The effect of the dispersed to continuous-phase viscosity ratio on film drainage between interacting drops
ArticleBajlekov, I.B., Chesters, A.K. & Vosse, van de, F.N. (2000). The effect of the dispersed to continuous-phase viscosity ratio on film drainage between interacting drops. International Journal of Multiphase Flow, 26(3), 445-466. In Scopus Cited 60 times.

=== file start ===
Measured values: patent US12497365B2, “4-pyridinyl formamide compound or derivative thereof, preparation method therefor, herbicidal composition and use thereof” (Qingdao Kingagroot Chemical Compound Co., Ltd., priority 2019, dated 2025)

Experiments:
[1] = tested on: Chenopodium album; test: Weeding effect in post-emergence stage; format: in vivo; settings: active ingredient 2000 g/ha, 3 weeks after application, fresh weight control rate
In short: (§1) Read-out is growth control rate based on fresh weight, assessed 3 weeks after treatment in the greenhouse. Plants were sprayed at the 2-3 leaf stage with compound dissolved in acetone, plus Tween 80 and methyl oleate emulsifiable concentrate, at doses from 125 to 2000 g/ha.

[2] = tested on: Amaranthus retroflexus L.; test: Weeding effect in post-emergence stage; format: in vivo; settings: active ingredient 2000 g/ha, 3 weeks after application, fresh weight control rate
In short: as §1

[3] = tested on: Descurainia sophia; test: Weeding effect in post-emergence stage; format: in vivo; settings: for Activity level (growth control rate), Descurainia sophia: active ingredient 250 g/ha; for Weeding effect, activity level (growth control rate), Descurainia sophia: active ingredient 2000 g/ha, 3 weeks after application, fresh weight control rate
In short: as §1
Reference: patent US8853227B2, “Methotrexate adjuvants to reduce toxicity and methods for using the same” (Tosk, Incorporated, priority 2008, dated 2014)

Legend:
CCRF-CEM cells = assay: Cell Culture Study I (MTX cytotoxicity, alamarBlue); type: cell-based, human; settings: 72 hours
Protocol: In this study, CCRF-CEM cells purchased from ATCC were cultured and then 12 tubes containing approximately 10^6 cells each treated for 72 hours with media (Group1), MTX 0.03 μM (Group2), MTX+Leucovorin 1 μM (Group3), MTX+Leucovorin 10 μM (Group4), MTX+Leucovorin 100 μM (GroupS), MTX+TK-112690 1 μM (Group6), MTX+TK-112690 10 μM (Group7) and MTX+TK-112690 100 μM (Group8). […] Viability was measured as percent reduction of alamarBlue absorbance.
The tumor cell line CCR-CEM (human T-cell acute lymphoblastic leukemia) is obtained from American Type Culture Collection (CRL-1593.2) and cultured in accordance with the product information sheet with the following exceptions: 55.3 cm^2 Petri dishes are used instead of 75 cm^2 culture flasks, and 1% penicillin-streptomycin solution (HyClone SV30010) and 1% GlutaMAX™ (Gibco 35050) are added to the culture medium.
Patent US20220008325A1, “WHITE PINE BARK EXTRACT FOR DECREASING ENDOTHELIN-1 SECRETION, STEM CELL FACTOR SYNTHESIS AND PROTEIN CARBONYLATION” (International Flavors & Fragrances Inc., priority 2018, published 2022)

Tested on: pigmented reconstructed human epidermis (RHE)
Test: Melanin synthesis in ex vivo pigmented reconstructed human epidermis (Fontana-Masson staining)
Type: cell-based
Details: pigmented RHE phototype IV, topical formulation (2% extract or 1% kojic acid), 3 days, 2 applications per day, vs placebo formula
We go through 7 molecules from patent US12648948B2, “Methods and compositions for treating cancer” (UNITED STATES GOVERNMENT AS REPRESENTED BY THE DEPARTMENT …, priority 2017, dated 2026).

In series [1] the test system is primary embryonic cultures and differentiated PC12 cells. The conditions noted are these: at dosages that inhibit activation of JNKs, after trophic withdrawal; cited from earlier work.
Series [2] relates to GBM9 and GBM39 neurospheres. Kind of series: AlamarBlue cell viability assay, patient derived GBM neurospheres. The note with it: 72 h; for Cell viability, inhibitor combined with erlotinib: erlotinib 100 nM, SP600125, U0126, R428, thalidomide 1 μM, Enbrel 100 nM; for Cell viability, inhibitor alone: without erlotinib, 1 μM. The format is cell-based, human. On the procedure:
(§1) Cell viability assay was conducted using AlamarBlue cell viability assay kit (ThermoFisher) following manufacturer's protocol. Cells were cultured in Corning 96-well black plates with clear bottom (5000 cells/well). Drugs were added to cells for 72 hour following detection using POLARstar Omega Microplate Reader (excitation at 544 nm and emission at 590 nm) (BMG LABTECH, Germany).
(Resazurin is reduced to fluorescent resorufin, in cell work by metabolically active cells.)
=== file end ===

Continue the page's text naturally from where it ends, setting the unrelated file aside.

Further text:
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The deformation and drainage of the film between colliding drops is studied numerically at small capillary numbers, small Reynolds numbers and a range of dispersed to continuous-phase viscosity ratios, ¿, covering the transition from partially-mobile to immobile interfaces. Two types of collision are considered: constant approach velocity and constant interaction force. The problem is solved numerically by means of a finite difference method for the equations in the continuous phase and a boundary integral method or finite-element method in the drops. The velocity profile in the gap between the drops is the sum of a uniform and a parabolic contribution, governed respectively by viscous forces within the dispersed and the continuous phases. Solutions to date concern the limiting cases of partially-mobile or immobile interfaces, in which either the parabolic or plug contribution is negligible. A transformation of variables then results in a universal set of governing equations. In the intermediate regime a transformed viscosity ratio, ¿*, enters these equations. In the constant-force case, the transformed drainage rate increases monotonically with ¿* and the final (rate-determining) stage of drainage is well described by a power-law dependence of the minimum film thickness on time, enabling compact analytical approximations to be developed for the drainage time. These expressions reduce to those in the partially-mobile and immobile limits for ¿*-values outside the range 10